Somewhere on my list of favorite country lyrics is, “The internet is forever,” from a similarly titled Brad Paisley song. It’s not as memorable as George Strait singing, “All my exes live in Texas,” but, “The internet is forever” makes the list because of its simplicity and applicability to everyday life.
I’ll refrain from weighing in on the social media content of elected officials or those in the “entertainment” business who earn a living trying to do or say something to grab attention. Most of us have lives and careers in which demonstrating some social media discipline is encouraged behavior—of course, many of us have differing opinions on what “discipline” means.
Once a post is out there, it’s out there. I’ve seen “deleted” Tweets and Facebook posts appear in vetting reports for job applicants and in stories on cable news. These posts, despite being “deleted,” have been archived somewhere “in the cloud” or some other data warehouse where a skilled researcher finds them. Some of us who missed the introduction of social media in college are breathing a sigh of relief. For the millennials who served as the social media guinea pigs, I hope you haven’t learned the hard way.
The seemingly heightened scrutiny of all behavior and opinion by click-driven media outlets and curious people with nothing better to do has resulted in several stories of people judged in the court of public opinion for a statement or activity previously shared on social media.
By becoming pseudo-celebrities, accidental or otherwise, these people are scrutinized and potentially attacked because of something less than flattering they might have done or said in their past. If you think the Senate confirmation process is rough now for presidential nominees, just wait until most of them have grown up with Facebook and Twitter accounts.
It’s no longer just a matter of “measure twice, cut once” when considering a post. You should consider yourself “married” to that statement “forever” (which is ironically more permanent than some marriages). Instead, you must ask yourself, “Will this statement ‘age’ well?”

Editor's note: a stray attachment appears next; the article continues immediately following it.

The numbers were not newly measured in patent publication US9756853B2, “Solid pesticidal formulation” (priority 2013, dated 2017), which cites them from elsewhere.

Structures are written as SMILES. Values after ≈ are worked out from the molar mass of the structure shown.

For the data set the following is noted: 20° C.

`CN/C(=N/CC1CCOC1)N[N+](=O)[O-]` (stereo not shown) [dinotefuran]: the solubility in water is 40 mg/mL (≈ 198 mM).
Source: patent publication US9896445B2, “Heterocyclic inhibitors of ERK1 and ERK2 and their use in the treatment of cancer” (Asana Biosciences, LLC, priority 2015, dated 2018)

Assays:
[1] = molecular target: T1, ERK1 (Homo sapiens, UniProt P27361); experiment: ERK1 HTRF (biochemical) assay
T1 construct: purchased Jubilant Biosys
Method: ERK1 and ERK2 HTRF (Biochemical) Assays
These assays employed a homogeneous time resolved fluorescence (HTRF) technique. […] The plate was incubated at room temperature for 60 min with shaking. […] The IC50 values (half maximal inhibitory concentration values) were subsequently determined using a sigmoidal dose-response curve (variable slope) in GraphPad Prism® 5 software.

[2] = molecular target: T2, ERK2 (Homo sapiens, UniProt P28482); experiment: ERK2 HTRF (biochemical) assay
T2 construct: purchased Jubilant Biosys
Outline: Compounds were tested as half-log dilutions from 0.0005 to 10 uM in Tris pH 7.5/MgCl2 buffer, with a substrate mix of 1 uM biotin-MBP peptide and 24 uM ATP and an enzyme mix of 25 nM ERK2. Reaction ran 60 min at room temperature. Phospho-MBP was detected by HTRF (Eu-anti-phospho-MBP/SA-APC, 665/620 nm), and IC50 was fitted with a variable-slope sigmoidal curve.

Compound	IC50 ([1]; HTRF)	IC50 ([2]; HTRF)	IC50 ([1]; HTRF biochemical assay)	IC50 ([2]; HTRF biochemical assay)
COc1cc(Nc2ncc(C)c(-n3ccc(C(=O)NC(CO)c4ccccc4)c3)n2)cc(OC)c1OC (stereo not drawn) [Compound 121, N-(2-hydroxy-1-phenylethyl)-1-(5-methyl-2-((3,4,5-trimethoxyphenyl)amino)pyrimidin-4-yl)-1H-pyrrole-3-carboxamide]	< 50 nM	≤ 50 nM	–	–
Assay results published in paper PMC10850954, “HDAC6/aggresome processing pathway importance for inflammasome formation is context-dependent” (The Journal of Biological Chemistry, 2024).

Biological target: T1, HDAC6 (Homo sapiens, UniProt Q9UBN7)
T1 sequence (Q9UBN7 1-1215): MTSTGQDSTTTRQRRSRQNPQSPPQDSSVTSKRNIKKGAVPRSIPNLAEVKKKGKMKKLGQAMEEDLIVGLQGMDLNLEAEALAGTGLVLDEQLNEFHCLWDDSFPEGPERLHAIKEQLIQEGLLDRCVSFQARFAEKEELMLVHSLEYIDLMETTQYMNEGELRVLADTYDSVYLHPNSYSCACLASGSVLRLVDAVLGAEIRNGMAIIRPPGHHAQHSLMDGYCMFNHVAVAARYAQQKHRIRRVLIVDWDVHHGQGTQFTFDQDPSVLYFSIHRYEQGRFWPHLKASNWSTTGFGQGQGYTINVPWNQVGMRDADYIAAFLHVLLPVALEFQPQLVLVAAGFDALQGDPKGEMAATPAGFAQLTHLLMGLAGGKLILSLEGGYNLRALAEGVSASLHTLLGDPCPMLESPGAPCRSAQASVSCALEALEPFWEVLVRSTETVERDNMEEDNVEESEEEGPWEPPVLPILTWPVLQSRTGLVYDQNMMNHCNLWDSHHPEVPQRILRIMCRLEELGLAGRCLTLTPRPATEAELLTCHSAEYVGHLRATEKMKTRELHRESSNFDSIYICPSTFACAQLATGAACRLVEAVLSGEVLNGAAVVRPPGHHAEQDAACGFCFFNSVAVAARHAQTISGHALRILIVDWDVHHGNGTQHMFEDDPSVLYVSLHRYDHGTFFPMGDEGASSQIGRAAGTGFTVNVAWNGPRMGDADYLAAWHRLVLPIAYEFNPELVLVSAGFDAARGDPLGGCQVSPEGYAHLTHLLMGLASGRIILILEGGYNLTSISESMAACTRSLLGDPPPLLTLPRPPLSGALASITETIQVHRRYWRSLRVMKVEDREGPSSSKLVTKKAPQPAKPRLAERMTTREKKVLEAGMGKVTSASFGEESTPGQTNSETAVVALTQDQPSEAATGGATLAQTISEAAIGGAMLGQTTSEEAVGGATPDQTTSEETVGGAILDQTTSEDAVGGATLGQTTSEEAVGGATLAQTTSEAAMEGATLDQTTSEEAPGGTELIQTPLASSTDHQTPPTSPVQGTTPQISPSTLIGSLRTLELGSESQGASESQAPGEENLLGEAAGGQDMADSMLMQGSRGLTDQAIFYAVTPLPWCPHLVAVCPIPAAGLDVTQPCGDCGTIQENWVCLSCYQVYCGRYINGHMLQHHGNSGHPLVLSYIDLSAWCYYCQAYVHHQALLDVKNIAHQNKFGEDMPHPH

Like it or not, people are judging us all the time. I tell my clients in many situations that we should first be concerned about controlling what we actually can control and doing that well. I tell them it’s the best way to assert any potential influence over that which you cannot control. It also minimizes your vulnerabilities if your social media and outward behavior reflect an awareness and strategy that considers how others might view you. That’s decent life advice outside of work, but with social media, the added level of permanence makes it worth repeating.
There are generally no referees when it comes to social media (within reason). That’s why many people feel largely unencumbered by good judgement. Knowing that, it probably won’t do any good to suggest that those lacking self-awareness should probably avoid sharing on social media. It also probably won’t do any good to caution those who offer their commentary as “the conscience of our times” that their posts are largely met with eye rolls and under-the-breath muttering. The same goes for individuals who believe every activity they do or have ever done is the coolest/funniest/most clever.
There are many categories of ill-advised social media usage that drive us crazy, but I’m quite certain the practitioners don’t care what I think. I’ll simply remind them that, regardless of their indifference, the lyric remains the same—“The Internet is forever.”
So what do you want to post about next?•
Rateike is founder and owner of BAR Communications and served as director of cabinet communications for President Donald Trump. Send comments to email@example.com.
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